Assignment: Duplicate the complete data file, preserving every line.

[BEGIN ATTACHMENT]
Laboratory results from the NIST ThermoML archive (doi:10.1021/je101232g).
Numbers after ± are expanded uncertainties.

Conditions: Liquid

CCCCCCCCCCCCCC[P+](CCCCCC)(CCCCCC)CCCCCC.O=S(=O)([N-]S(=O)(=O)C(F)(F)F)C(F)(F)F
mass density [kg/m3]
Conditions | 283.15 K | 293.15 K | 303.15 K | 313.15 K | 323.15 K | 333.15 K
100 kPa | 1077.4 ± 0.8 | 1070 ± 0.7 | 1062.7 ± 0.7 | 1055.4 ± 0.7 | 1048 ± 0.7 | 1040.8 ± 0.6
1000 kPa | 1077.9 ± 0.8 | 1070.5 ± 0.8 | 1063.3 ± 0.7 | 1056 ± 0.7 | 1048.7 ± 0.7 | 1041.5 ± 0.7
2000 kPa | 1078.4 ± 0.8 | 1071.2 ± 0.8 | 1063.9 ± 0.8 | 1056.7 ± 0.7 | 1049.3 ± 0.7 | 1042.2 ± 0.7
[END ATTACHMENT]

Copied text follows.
Laboratory results from the NIST ThermoML archive (doi:10.1021/je101232g).
Numbers after ± are expanded uncertainties.

Conditions: Liquid

CCCCCCCCCCCCCC[P+](CCCCCC)(CCCCCC)CCCCCC.O=S(=O)([N-]S(=O)(=O)C(F)(F)F)C(F)(F)F
mass density [kg/m3]
Conditions | 283.15 K | 293.15 K | 303.15 K | 313.15 K | 323.15 K | 333.15 K
100 kPa | 1077.4 ± 0.8 | 1070 ± 0.7 | 1062.7 ± 0.7 | 1055.4 ± 0.7 | 1048 ± 0.7 | 1040.8 ± 0.6
1000 kPa | 1077.9 ± 0.8 | 1070.5 ± 0.8 | 1063.3 ± 0.7 | 1056 ± 0.7 | 1048.7 ± 0.7 | 1041.5 ± 0.7
2000 kPa | 1078.4 ± 0.8 | 1071.2 ± 0.8 | 1063.9 ± 0.8 | 1056.7 ± 0.7 | 1049.3 ± 0.7 | 1042.2 ± 0.7